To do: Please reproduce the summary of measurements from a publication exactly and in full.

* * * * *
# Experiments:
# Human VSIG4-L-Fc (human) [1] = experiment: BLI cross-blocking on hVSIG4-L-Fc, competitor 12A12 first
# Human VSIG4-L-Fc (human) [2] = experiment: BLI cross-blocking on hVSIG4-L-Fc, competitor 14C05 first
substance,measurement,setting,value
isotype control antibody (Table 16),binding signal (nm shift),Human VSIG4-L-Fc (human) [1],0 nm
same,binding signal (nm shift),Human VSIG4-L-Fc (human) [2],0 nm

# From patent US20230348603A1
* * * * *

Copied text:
# Experiments:
# Human VSIG4-L-Fc (human) [1] = experiment: BLI cross-blocking on hVSIG4-L-Fc, competitor 12A12 first
# Human VSIG4-L-Fc (human) [2] = experiment: BLI cross-blocking on hVSIG4-L-Fc, competitor 14C05 first
substance,measurement,setting,value
isotype control antibody (Table 16),binding signal (nm shift),Human VSIG4-L-Fc (human) [1],0 nm
same,binding signal (nm shift),Human VSIG4-L-Fc (human) [2],0 nm

# From patent US20230348603A1